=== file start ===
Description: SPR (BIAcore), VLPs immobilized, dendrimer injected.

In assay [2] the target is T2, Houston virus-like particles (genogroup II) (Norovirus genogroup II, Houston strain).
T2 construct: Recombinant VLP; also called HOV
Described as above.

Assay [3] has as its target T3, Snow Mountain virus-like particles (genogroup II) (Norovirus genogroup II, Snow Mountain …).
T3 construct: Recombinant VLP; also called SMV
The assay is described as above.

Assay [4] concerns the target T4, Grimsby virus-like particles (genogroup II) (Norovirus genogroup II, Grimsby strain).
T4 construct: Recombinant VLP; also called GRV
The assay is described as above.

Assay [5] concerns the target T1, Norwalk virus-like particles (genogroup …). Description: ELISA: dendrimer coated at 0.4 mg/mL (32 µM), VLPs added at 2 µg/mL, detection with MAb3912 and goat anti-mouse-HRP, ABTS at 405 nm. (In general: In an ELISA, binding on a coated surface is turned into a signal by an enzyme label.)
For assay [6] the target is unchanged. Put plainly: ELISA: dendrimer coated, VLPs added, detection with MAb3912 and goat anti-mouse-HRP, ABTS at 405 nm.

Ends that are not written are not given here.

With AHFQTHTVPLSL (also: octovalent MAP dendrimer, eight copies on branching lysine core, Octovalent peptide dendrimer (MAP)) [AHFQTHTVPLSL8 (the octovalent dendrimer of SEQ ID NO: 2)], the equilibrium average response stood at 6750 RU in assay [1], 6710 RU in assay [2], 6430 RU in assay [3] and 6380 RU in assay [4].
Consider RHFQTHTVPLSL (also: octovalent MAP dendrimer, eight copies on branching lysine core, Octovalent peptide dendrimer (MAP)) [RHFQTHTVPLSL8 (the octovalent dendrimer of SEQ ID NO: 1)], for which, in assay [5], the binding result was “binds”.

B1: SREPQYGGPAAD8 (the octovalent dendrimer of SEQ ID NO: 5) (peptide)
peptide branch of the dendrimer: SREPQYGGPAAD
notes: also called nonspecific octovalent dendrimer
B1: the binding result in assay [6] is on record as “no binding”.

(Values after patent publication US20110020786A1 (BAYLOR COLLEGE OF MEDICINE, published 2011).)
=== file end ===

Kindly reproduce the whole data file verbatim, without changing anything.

Description: SPR (BIAcore), VLPs immobilized, dendrimer injected.

In assay [2] the target is T2, Houston virus-like particles (genogroup II) (Norovirus genogroup II, Houston strain).
T2 construct: Recombinant VLP; also called HOV
Described as above.

Assay [3] has as its target T3, Snow Mountain virus-like particles (genogroup II) (Norovirus genogroup II, Snow Mountain …).
T3 construct: Recombinant VLP; also called SMV
The assay is described as above.

Assay [4] concerns the target T4, Grimsby virus-like particles (genogroup II) (Norovirus genogroup II, Grimsby strain).
T4 construct: Recombinant VLP; also called GRV
The assay is described as above.

Assay [5] concerns the target T1, Norwalk virus-like particles (genogroup …). Description: ELISA: dendrimer coated at 0.4 mg/mL (32 µM), VLPs added at 2 µg/mL, detection with MAb3912 and goat anti-mouse-HRP, ABTS at 405 nm. (In general: In an ELISA, binding on a coated surface is turned into a signal by an enzyme label.)
For assay [6] the target is unchanged. Put plainly: ELISA: dendrimer coated, VLPs added, detection with MAb3912 and goat anti-mouse-HRP, ABTS at 405 nm.

Ends that are not written are not given here.

With AHFQTHTVPLSL (also: octovalent MAP dendrimer, eight copies on branching lysine core, Octovalent peptide dendrimer (MAP)) [AHFQTHTVPLSL8 (the octovalent dendrimer of SEQ ID NO: 2)], the equilibrium average response stood at 6750 RU in assay [1], 6710 RU in assay [2], 6430 RU in assay [3] and 6380 RU in assay [4].
Consider RHFQTHTVPLSL (also: octovalent MAP dendrimer, eight copies on branching lysine core, Octovalent peptide dendrimer (MAP)) [RHFQTHTVPLSL8 (the octovalent dendrimer of SEQ ID NO: 1)], for which, in assay [5], the binding result was “binds”.

B1: SREPQYGGPAAD8 (the octovalent dendrimer of SEQ ID NO: 5) (peptide)
peptide branch of the dendrimer: SREPQYGGPAAD
notes: also called nonspecific octovalent dendrimer
B1: the binding result in assay [6] is on record as “no binding”.

(Values after patent publication US20110020786A1 (BAYLOR COLLEGE OF MEDICINE, published 2011).)